Enormous amounts of energy are needed to emit photons in the TeV range. Thus, all sources of TeV emission are linked to extreme physical processes, such as the ones found in explosions of stars (Supernovae and Supernovae Remnants), Gamma-ray bursts (GRBs), X-ray and Gamma-ray binaries and active supermassive black holes at the center of galaxies (Active Galactic Nuclei or AGNs).
A common source of gamma-rays are Supernova remnants (SNRs). when a star collapses in a supernova, a shock wave is sent in the surrounding interstellar medium (ISM).
The shock fronts are very efficient particle accelerators. Models predict that more than 10% of the kinetic energy of a supernova is spent into the acceleration of cosmic rays. For this reasons, supernovae are believed to be responsible for the majority of the cosmic rays in the galaxy with energies from up to 1015 eV.
If synchrotron radiation is present, cosmic rays can produce gamma-rays through the inverse Compton-effect. It is therefore possible to observe SNRs with gamma-ray telescopes. Similar mechanisms exist in neutron stars (pulsars), which produce very high electric and magnetic fields and thus act as particle accelerators. Their particle wind (pulsar wind) also creates shock fronts in the ISM which emit hard gamma-rays.
Most stars that we can observe are not single systems but instead have a partner star which is gravitationally bound to them. In certain circumstances, these systems can exchange matter between them. The process in which matter is transferred from one star to another is called accretion.
Candidates for the emission of X-rays and Gamma-rays are binary systems which contain a compact objects, this means a neutron star or a black hole. When matter hits the surface of the neutron star, a hotspot is formed which emits X-rays or in some cases even Gamma rays. A similar scenario occurs when the compact object is a black hole surrounded by an accretion disk. In this case, X-ray and Gamma-ray emission is formed at the spot where the matter falls onto the accretion disk.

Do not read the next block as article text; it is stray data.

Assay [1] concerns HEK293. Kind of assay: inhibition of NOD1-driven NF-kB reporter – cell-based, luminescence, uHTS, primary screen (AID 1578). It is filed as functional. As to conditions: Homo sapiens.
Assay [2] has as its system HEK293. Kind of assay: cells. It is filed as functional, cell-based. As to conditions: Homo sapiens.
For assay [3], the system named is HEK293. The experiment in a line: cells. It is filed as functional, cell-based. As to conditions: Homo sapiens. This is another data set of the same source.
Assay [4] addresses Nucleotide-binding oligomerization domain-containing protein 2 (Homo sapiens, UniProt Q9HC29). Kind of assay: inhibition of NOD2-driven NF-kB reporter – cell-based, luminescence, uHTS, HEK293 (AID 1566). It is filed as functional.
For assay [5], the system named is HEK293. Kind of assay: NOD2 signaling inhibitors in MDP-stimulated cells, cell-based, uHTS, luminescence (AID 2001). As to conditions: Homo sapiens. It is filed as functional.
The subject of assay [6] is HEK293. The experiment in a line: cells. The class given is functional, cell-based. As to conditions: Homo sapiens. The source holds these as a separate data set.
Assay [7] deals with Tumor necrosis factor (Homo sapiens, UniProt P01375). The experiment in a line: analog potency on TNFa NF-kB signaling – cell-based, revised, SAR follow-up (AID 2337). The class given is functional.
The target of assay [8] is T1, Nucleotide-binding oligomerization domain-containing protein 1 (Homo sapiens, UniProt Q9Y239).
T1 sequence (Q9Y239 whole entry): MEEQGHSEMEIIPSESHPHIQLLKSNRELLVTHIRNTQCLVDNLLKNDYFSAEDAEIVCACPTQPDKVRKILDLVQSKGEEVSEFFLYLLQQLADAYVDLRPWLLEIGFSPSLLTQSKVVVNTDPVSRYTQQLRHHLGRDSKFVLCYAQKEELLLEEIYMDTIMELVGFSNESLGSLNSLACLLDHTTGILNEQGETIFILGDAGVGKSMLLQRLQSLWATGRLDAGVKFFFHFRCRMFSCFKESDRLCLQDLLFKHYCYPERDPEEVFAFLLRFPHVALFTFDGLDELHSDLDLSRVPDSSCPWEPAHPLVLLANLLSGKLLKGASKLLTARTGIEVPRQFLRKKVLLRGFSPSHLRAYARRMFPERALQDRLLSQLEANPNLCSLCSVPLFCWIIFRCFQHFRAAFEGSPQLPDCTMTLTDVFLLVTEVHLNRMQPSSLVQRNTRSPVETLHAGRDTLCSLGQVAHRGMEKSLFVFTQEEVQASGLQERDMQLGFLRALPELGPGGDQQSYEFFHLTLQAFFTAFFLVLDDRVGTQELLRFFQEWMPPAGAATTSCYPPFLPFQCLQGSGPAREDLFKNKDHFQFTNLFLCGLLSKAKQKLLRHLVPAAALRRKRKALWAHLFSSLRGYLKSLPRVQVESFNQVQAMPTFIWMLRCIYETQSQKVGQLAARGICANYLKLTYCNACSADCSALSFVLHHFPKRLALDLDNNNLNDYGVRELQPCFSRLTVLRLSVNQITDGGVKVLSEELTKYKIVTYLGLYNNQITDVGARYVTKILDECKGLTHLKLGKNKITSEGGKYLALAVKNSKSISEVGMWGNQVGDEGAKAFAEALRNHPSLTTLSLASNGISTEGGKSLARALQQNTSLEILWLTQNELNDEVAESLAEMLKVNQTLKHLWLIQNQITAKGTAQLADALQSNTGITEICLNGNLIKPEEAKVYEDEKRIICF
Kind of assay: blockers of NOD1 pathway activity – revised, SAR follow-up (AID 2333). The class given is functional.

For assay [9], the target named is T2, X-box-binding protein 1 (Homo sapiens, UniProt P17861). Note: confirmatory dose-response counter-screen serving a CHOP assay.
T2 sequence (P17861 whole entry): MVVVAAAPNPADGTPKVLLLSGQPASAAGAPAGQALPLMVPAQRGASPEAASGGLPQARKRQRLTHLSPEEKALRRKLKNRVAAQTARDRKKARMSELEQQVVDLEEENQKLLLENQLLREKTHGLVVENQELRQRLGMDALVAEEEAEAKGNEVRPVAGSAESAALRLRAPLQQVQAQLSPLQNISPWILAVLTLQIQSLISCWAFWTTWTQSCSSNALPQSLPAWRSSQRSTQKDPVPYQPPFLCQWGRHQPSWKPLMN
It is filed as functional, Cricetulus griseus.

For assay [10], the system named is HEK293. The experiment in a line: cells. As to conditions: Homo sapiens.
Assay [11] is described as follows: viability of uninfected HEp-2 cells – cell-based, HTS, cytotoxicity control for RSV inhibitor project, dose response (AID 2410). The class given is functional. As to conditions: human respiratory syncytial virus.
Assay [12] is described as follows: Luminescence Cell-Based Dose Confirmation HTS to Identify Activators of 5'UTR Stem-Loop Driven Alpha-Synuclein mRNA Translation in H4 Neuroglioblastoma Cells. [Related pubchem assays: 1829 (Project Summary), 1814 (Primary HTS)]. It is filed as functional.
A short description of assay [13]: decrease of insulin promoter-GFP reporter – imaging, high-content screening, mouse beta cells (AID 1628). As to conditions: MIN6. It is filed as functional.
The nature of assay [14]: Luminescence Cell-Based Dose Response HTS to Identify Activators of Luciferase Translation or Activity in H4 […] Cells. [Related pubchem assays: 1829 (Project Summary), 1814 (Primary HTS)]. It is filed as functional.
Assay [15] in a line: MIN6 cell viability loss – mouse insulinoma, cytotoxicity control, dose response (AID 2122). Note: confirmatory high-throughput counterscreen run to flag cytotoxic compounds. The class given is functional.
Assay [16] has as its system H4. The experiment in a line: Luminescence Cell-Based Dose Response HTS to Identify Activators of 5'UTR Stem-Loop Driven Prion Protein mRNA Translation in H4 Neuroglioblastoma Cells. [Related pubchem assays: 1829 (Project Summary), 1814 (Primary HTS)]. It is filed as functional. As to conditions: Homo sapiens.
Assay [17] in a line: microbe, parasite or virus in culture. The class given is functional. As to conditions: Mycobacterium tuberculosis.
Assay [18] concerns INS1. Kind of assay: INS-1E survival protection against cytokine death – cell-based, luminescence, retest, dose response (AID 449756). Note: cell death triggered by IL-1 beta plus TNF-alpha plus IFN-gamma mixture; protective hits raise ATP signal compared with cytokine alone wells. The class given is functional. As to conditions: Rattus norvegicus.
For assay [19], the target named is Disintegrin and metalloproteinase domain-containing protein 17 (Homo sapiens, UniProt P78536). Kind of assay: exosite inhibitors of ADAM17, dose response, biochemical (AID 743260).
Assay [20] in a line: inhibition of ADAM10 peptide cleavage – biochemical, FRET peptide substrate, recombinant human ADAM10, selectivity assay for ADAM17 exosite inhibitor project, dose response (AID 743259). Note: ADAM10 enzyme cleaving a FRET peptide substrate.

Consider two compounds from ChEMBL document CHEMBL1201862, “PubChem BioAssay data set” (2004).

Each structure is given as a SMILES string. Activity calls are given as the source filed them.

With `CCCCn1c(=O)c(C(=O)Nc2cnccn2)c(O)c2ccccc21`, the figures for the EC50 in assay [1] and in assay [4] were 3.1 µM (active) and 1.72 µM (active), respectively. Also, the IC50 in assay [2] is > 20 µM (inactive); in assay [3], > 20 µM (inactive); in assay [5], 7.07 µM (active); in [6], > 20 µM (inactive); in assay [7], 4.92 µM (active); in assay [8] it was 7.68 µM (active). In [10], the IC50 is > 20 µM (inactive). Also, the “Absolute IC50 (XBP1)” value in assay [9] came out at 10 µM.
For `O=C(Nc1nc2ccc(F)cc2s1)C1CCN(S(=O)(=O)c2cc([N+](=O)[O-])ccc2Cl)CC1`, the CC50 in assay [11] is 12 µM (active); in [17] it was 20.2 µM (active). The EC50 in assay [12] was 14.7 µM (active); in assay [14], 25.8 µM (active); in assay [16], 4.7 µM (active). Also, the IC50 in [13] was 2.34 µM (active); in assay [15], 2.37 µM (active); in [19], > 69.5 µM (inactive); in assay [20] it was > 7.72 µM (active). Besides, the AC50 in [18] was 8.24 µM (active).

Supermassive black holes at the center of active galaxies (Active Galactic Nuclei or AGNs) have up to billions of the mass of the Sun and emit relativistic jets from which matter streams out. Current theories state that these jets can accelerate electrons up to the TeV-regime and that this is the cause of the very strong emission in the Gamma-ray band (through Synchrotron emission and the Inverse Compton effect).
The IAAT is involved in the data analysis of the TeV-observatory H.E.S.S. The main research topics are of Supernova Remnants and binary systems.
For example, in the last years, a group of researchers in Tübingen investigated whether or not two H.E.S.S. sources, which are close to each other are causally related (Cui et al. 2016). One of the sources, the SNR HESS J1731-347, produces strong Gamma and X-ray rays, while the bigger and still unidentified source HESS J1729-345 shows a much weaker emission. The second source is located at the same position as a known radio-bright molecular cloud. Researchers at the IAAT showed through simulation studies that the SNR is most likely still expanding and that the high energy cosmic rays which were produced by the SNR interact with the molecular cloud thus producing the second source.
Additional analyses of H.E.S.S. data at the IAAT have lead to a better understanding of the origin of the TeV emission (Capasso et al. 2016). The morphology of the radiation emission region was investigated with unprecedented precision. Through this study, the TeV emitting region could be compared to the gas distribution of the molecular cloud and further confirmed the scenario of the interaction between cosmic rays and molecular clouds.